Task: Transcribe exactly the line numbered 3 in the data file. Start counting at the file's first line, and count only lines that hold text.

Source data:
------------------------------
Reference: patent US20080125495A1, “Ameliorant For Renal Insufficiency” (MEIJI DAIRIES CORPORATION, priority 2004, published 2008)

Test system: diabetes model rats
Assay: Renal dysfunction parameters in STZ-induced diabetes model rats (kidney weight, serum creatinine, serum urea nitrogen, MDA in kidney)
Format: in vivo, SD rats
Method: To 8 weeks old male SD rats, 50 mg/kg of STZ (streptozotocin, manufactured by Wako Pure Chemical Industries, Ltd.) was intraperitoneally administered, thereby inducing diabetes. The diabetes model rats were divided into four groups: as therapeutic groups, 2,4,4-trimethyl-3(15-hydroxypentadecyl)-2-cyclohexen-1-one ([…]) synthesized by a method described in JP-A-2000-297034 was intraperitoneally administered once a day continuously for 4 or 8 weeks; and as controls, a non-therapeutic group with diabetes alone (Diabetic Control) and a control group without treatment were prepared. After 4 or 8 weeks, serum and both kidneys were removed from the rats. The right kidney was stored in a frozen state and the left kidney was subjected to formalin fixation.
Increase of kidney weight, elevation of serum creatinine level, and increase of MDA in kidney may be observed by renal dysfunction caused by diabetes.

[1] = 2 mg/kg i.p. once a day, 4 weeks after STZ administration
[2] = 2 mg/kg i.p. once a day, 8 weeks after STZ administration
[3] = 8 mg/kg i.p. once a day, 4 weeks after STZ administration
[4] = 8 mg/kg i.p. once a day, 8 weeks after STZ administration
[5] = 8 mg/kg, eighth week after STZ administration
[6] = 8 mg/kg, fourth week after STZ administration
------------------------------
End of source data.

Assay: Renal dysfunction parameters in STZ-induced diabetes model rats (kidney weight, serum creatinine, serum urea nitrogen, MDA in kidney)